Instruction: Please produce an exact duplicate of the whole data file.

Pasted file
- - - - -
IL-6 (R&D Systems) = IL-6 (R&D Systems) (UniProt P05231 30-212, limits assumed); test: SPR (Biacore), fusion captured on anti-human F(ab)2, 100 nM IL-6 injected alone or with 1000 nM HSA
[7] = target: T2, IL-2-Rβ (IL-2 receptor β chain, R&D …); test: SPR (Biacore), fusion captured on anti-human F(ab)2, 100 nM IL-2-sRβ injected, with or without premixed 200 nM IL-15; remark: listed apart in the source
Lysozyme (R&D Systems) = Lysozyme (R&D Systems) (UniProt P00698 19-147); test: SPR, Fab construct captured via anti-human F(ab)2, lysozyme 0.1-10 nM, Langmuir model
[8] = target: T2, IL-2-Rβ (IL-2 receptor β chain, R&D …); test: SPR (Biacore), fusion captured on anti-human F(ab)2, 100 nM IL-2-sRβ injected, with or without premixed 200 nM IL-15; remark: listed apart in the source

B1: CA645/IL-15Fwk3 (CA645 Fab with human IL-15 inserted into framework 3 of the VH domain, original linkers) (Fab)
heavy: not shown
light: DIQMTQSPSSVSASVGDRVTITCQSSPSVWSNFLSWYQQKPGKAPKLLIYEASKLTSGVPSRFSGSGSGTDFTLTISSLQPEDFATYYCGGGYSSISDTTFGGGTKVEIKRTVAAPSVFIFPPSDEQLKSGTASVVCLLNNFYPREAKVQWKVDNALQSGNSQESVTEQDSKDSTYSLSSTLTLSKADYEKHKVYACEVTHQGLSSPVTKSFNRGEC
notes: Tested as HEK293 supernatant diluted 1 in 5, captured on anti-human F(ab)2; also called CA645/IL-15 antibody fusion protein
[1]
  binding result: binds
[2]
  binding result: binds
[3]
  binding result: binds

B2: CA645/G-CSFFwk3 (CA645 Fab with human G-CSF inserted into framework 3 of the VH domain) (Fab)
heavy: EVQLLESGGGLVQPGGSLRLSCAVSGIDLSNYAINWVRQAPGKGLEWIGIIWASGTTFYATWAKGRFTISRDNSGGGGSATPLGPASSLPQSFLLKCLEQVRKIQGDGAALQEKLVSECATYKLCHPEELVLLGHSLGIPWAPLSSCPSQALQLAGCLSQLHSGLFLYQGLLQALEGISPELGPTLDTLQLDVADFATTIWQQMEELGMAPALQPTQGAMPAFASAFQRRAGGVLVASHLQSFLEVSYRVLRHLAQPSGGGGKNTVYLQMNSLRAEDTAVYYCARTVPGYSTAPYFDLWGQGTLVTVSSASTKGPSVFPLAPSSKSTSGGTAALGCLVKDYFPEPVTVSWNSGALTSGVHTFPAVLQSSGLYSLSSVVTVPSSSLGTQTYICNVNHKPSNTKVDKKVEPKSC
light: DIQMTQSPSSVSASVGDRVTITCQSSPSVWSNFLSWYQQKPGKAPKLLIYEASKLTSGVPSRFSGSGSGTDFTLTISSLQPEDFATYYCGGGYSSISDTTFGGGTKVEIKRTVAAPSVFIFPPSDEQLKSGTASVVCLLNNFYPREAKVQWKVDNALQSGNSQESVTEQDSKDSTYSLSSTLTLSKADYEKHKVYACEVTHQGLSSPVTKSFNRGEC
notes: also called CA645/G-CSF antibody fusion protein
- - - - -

IL-6 (R&D Systems) = IL-6 (R&D Systems) (UniProt P05231 30-212, limits assumed); test: SPR (Biacore), fusion captured on anti-human F(ab)2, 100 nM IL-6 injected alone or with 1000 nM HSA
[7] = target: T2, IL-2-Rβ (IL-2 receptor β chain, R&D …); test: SPR (Biacore), fusion captured on anti-human F(ab)2, 100 nM IL-2-sRβ injected, with or without premixed 200 nM IL-15; remark: listed apart in the source
Lysozyme (R&D Systems) = Lysozyme (R&D Systems) (UniProt P00698 19-147); test: SPR, Fab construct captured via anti-human F(ab)2, lysozyme 0.1-10 nM, Langmuir model
[8] = target: T2, IL-2-Rβ (IL-2 receptor β chain, R&D …); test: SPR (Biacore), fusion captured on anti-human F(ab)2, 100 nM IL-2-sRβ injected, with or without premixed 200 nM IL-15; remark: listed apart in the source

B1: CA645/IL-15Fwk3 (CA645 Fab with human IL-15 inserted into framework 3 of the VH domain, original linkers) (Fab)
heavy: not shown
light: DIQMTQSPSSVSASVGDRVTITCQSSPSVWSNFLSWYQQKPGKAPKLLIYEASKLTSGVPSRFSGSGSGTDFTLTISSLQPEDFATYYCGGGYSSISDTTFGGGTKVEIKRTVAAPSVFIFPPSDEQLKSGTASVVCLLNNFYPREAKVQWKVDNALQSGNSQESVTEQDSKDSTYSLSSTLTLSKADYEKHKVYACEVTHQGLSSPVTKSFNRGEC
notes: Tested as HEK293 supernatant diluted 1 in 5, captured on anti-human F(ab)2; also called CA645/IL-15 antibody fusion protein
[1]
  binding result: binds
[2]
  binding result: binds
[3]
  binding result: binds

B2: CA645/G-CSFFwk3 (CA645 Fab with human G-CSF inserted into framework 3 of the VH domain) (Fab)
heavy: EVQLLESGGGLVQPGGSLRLSCAVSGIDLSNYAINWVRQAPGKGLEWIGIIWASGTTFYATWAKGRFTISRDNSGGGGSATPLGPASSLPQSFLLKCLEQVRKIQGDGAALQEKLVSECATYKLCHPEELVLLGHSLGIPWAPLSSCPSQALQLAGCLSQLHSGLFLYQGLLQALEGISPELGPTLDTLQLDVADFATTIWQQMEELGMAPALQPTQGAMPAFASAFQRRAGGVLVASHLQSFLEVSYRVLRHLAQPSGGGGKNTVYLQMNSLRAEDTAVYYCARTVPGYSTAPYFDLWGQGTLVTVSSASTKGPSVFPLAPSSKSTSGGTAALGCLVKDYFPEPVTVSWNSGALTSGVHTFPAVLQSSGLYSLSSVVTVPSSSLGTQTYICNVNHKPSNTKVDKKVEPKSC
light: DIQMTQSPSSVSASVGDRVTITCQSSPSVWSNFLSWYQQKPGKAPKLLIYEASKLTSGVPSRFSGSGSGTDFTLTISSLQPEDFATYYCGGGYSSISDTTFGGGTKVEIKRTVAAPSVFIFPPSDEQLKSGTASVVCLLNNFYPREAKVQWKVDNALQSGNSQESVTEQDSKDSTYSLSSTLTLSKADYEKHKVYACEVTHQGLSSPVTKSFNRGEC
notes: also called CA645/G-CSF antibody fusion protein